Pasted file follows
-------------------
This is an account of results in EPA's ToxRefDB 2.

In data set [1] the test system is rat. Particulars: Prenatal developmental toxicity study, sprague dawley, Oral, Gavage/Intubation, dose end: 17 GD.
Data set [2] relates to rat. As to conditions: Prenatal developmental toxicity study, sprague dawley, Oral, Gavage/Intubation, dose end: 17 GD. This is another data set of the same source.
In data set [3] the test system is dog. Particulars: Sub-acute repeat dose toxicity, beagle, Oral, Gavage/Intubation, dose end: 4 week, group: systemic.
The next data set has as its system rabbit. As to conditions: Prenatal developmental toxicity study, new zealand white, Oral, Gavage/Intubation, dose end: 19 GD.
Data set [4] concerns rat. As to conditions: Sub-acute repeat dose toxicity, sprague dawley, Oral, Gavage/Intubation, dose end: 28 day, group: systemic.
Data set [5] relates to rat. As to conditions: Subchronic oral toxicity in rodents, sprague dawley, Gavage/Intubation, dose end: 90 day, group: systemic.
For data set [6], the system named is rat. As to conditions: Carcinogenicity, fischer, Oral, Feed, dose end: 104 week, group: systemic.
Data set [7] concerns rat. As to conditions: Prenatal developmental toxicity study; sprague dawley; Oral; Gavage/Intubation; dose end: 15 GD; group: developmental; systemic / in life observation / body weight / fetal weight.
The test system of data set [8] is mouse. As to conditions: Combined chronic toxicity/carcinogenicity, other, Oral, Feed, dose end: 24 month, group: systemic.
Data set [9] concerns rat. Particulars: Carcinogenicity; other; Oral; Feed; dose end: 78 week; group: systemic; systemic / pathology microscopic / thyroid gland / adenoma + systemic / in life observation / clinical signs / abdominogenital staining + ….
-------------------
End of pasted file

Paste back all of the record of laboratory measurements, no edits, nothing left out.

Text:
This is an account of results in EPA's ToxRefDB 2.

In data set [1] the test system is rat. Particulars: Prenatal developmental toxicity study, sprague dawley, Oral, Gavage/Intubation, dose end: 17 GD.
Data set [2] relates to rat. As to conditions: Prenatal developmental toxicity study, sprague dawley, Oral, Gavage/Intubation, dose end: 17 GD. This is another data set of the same source.
In data set [3] the test system is dog. Particulars: Sub-acute repeat dose toxicity, beagle, Oral, Gavage/Intubation, dose end: 4 week, group: systemic.
The next data set has as its system rabbit. As to conditions: Prenatal developmental toxicity study, new zealand white, Oral, Gavage/Intubation, dose end: 19 GD.
Data set [4] concerns rat. As to conditions: Sub-acute repeat dose toxicity, sprague dawley, Oral, Gavage/Intubation, dose end: 28 day, group: systemic.
Data set [5] relates to rat. As to conditions: Subchronic oral toxicity in rodents, sprague dawley, Gavage/Intubation, dose end: 90 day, group: systemic.
For data set [6], the system named is rat. As to conditions: Carcinogenicity, fischer, Oral, Feed, dose end: 104 week, group: systemic.
Data set [7] concerns rat. As to conditions: Prenatal developmental toxicity study; sprague dawley; Oral; Gavage/Intubation; dose end: 15 GD; group: developmental; systemic / in life observation / body weight / fetal weight.
The test system of data set [8] is mouse. As to conditions: Combined chronic toxicity/carcinogenicity, other, Oral, Feed, dose end: 24 month, group: systemic.
Data set [9] concerns rat. Particulars: Carcinogenicity; other; Oral; Feed; dose end: 78 week; group: systemic; systemic / pathology microscopic / thyroid gland / adenoma + systemic / in life observation / clinical signs / abdominogenital staining + ….